On this day in 1985, primatologist and conservationist Dr. Dian Fossey is found murdered in her cabin at Karisoke, a research site in the mountains of Rwanda. It is widely believed that she was killed in connection with her lifelong crusade against poaching.
An animal lover from a young age, Fossey began her career as an occupational therapist. She would later credit her work with children for helping her earn the trust of the mountain gorillas she studied. In 1963, she borrowed money in order to finance an extended trip to Africa. Her travels brought her into contact with the archaeologists Louis and Mary Leakey and wildlife photographers Alan and Joan Root and introduced her to the work of primatologist Jane Goodall. She published several articles about her travels and returned to the United States, but in 1966 the Leakeys helped her secure funding to study gorillas in the Congo.
Political unrest in the Congo led Fossey to flee the country and set up her camp, Karisoke, in the Rwandan foothills of the Virunga Mountains. There, she studied and interacted extensively with the native gorillas. Fossey eventually received a Ph.D. in zoology from Cambridge University and lectured for several years at Cornell. Her research on gorilla societies greatly enhanced mankind's understanding of one of its closes evolutionary relatives. Fossey is best known, however, as a fierce opponent of poaching. Park rangers were known to accept bribes, allowing poachers to set up traps and routinely kill gorillas in the national park where Fossey worked. After poachers brutally killed her favorite gorilla, Digit, in 1977, Fossey launched a public and somewhat obsessive crusade to protect gorillas and punish poachers. Fossey destroyed traps and was even known to detain poachers, sometimes physically beating them. She cultivated a reputation among the locals as a practitioner of dark magic in an effort to keep people from harming her gorilla friends.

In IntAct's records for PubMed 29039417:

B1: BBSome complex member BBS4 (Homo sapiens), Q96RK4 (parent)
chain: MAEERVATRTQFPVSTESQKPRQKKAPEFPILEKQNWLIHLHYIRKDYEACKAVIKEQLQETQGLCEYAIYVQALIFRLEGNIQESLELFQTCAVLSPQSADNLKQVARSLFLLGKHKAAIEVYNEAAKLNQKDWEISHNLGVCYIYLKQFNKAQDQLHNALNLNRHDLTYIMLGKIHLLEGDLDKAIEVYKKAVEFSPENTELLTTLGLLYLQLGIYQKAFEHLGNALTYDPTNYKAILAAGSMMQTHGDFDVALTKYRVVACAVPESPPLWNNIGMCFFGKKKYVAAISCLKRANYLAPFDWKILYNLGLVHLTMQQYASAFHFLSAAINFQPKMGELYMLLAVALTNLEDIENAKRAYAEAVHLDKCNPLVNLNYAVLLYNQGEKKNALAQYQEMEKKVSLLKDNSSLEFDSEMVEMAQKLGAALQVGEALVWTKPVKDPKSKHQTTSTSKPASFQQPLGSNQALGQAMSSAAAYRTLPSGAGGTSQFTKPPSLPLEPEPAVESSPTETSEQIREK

Her efforts garnered worldwide attention to the anti-poaching cause, but may have led to her death. Though an allegedly jealous fellow researcher was convicted in absentia for her murder in Rwanda, many believe that her killing was revenge for her treatment of poachers. She was buried in a cemetery at Karisoke, alongside Digit and other gorillas killed by poachers. Though she had become reclusive and bitter toward the end of her life, the final entry in her journal was a hopeful one: "When you realize the value of all life, you learn to dwell less on what is past and concentrate more on the preservation of the future." The fund she founded, the Dian Fossey Gorilla Fund International, carries on her efforts to protect gorillas to this day.